• Pursue your PhD. Since most academics teach and do research at universities or colleges, you will need a graduate degree. Most institutions require a PhD, though some institutions and disciplines may only require an MA or MS, or even professional experience.[18]
    • Inform yourself about different programs in your specific discipline. Different universities have different disciplines and fields in which they specialize. Figuring out which universities offer the type of degree and experience you want can optimize your educational experience.[19] For example, if you want to be an animal behaviorist, you might want to find specific programs in this field or related fields. Likewise, if you want to be a historian of Europe, you’d want to figure out the best programs for that instead of for American history.[20]
    • Make sure your degree granting institution is accredited, which assures that the quality of your education meets acceptable levels. The US Department of Educations provides a list of accredited universities.[21]
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    Conduct research. Most academics conduct original research and then publish it. Starting with a dissertation and including articles, books, or other media, research is often the bread and butter of any academic.[22]
    • Be aware that the point of “scholarship” is to expand current knowledge of your particular field.
    • Make sure your research is original and that no one has used your specific topic or method of analysis before you begin. This will require that you master the scholarly literature related to your field.
    • Choose an area that hasn’t been explored in depth. For example, you could look at something like the impact of wars on the practice of humanitarian aid.[23]
    • Make sure to get any permissions or clearances you need to do your research, especially if it requires using human or animal subjects.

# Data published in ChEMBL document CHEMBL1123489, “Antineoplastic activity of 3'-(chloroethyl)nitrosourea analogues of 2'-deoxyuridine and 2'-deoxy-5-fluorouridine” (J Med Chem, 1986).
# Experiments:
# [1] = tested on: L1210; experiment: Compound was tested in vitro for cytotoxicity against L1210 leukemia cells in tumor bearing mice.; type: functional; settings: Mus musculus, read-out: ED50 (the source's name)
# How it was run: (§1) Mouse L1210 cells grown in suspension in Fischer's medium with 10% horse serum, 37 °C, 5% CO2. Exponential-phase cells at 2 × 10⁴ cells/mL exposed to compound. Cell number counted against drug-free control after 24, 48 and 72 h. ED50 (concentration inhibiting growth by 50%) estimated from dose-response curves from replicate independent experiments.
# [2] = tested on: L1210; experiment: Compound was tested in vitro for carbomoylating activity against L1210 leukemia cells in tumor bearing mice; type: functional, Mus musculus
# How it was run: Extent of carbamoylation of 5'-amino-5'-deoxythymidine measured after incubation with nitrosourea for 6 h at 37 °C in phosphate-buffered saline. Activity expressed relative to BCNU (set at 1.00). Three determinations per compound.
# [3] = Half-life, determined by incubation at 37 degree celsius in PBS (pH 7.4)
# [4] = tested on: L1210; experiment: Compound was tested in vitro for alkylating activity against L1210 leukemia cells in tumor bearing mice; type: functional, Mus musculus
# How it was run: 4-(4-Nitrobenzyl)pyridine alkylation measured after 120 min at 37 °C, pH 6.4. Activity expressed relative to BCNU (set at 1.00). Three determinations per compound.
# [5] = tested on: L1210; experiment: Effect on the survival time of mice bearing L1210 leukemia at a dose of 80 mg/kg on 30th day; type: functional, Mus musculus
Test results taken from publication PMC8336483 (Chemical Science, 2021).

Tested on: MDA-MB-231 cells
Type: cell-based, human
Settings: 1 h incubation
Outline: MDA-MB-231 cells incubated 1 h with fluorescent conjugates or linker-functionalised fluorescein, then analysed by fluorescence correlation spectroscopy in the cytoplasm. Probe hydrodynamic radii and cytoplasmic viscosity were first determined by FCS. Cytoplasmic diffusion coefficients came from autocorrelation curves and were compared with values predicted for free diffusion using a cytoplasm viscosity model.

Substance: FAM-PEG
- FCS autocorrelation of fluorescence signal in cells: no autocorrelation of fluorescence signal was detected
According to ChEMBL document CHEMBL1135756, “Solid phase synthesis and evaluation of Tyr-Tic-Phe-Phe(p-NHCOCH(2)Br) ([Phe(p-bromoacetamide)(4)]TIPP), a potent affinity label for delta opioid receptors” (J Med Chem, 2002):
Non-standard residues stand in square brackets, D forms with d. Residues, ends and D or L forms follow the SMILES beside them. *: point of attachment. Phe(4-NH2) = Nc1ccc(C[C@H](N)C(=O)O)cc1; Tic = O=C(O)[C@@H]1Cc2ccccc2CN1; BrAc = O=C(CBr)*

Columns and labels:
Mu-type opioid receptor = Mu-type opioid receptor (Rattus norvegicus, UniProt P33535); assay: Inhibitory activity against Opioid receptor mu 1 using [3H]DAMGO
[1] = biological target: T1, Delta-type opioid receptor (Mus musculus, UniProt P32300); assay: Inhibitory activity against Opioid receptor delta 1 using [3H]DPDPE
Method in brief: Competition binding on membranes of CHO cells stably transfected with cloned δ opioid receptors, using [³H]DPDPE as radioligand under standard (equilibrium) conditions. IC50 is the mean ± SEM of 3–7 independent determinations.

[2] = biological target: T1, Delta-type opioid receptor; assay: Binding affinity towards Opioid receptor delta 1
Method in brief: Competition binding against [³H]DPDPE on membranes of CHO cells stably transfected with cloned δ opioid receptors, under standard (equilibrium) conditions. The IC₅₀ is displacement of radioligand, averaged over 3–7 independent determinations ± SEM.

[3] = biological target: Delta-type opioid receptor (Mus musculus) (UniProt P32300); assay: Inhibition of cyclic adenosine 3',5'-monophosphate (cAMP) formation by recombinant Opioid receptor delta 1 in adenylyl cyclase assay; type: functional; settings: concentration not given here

• Take copious and detailed notes, as this will help you write up and publish your research.
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    Publish your findings. One of the primary components of being an academic is publishing your research findings.[24] In fact, sometimes one will hear the phrase “publish or perish.” Aim to publish your research at a rate commensurate to your field.
    • Begin publishing your research as soon as it is ready, including if you are still in graduate school.
    • Ask colleagues and friends about what general expectations for publication within your field are. If you work at a university, there may be guidelines on publication expectations.
    • Aim to publish with the most prestigious academic presses or peer-reviewed journals in your field as possible. This can help you gain exposure and may help complete your file for tenure.
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    Teach courses in your field. Many academics who work at universities conduct research and teach students. Getting teaching experience in your specific and possibly related fields can not only make you attractive to potential employers, but also help you master your field and round out your curriculum vitae.[25]
    • See if your university requires being a teaching assistant (TA) as a part of your graduate studies. Consider volunteering to be a TA in a different field than yours to show your ability to be flexible as an academic. For example, if you work on American history, offer to TA a course on African history. This may help you make connections with your own work as well.
    • Ask if you can teach independent courses in your field.
    • Volunteer to teach courses that may be less popular. The more diversified your teaching experience is, the more attractive you may be to potential employers.
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    Obtain practical experience. Depending on your chosen discipline, consider getting an internship or job that will enhance your coursework with practical experience. Ask if your university or college can help you find internships or jobs that complement your studies.
    • Be aware that many graduate programs and employers, particularly in health fields or the sciences, may require internships or practical experience to graduate or start a job.[26]
    • Consider doing an internship complementary to your field. For example, it may be difficult to find an internship as a historian or archaeologist. But you could intern in a library or archives, which would give you experience in conducting research.
    • Get different types of experience to give you sense of what work you could do and what kind of work suits you best. For example, you may want to work for your university astronomy lab during the school year and pursue an internship at a local planetarium in the summer.
    • Many internships and residencies, like universities, are also accredited. The US Department of Education also offers a list of these programs.[27]
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    Apply for funding. Whether you are a student or have finished your graduate education, apply for grants and fellowships from your university and outside institutions. Winning grants and fellowships can not only help pay for your research but also attract other organizations to fund you .